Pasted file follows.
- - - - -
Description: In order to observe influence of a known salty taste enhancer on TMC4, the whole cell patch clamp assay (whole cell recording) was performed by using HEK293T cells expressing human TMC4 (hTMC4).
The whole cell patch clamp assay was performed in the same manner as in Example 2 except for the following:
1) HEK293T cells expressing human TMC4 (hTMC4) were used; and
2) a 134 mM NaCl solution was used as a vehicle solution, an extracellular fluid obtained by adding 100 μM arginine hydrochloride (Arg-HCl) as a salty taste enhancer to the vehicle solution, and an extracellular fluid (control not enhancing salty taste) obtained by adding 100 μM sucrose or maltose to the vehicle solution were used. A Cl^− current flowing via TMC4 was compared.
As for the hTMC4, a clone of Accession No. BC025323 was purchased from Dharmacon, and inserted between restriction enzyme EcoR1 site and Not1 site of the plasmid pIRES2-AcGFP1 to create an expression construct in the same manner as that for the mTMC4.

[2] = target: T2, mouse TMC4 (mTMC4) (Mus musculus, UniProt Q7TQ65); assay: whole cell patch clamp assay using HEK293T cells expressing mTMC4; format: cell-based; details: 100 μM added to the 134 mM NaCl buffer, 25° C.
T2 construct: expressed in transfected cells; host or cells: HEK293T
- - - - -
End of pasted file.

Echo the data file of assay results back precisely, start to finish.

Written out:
Description: In order to observe influence of a known salty taste enhancer on TMC4, the whole cell patch clamp assay (whole cell recording) was performed by using HEK293T cells expressing human TMC4 (hTMC4).
The whole cell patch clamp assay was performed in the same manner as in Example 2 except for the following:
1) HEK293T cells expressing human TMC4 (hTMC4) were used; and
2) a 134 mM NaCl solution was used as a vehicle solution, an extracellular fluid obtained by adding 100 μM arginine hydrochloride (Arg-HCl) as a salty taste enhancer to the vehicle solution, and an extracellular fluid (control not enhancing salty taste) obtained by adding 100 μM sucrose or maltose to the vehicle solution were used. A Cl^− current flowing via TMC4 was compared.
As for the hTMC4, a clone of Accession No. BC025323 was purchased from Dharmacon, and inserted between restriction enzyme EcoR1 site and Not1 site of the plasmid pIRES2-AcGFP1 to create an expression construct in the same manner as that for the mTMC4.

[2] = target: T2, mouse TMC4 (mTMC4) (Mus musculus, UniProt Q7TQ65); assay: whole cell patch clamp assay using HEK293T cells expressing mTMC4; format: cell-based; details: 100 μM added to the 134 mM NaCl buffer, 25° C.
T2 construct: expressed in transfected cells; host or cells: HEK293T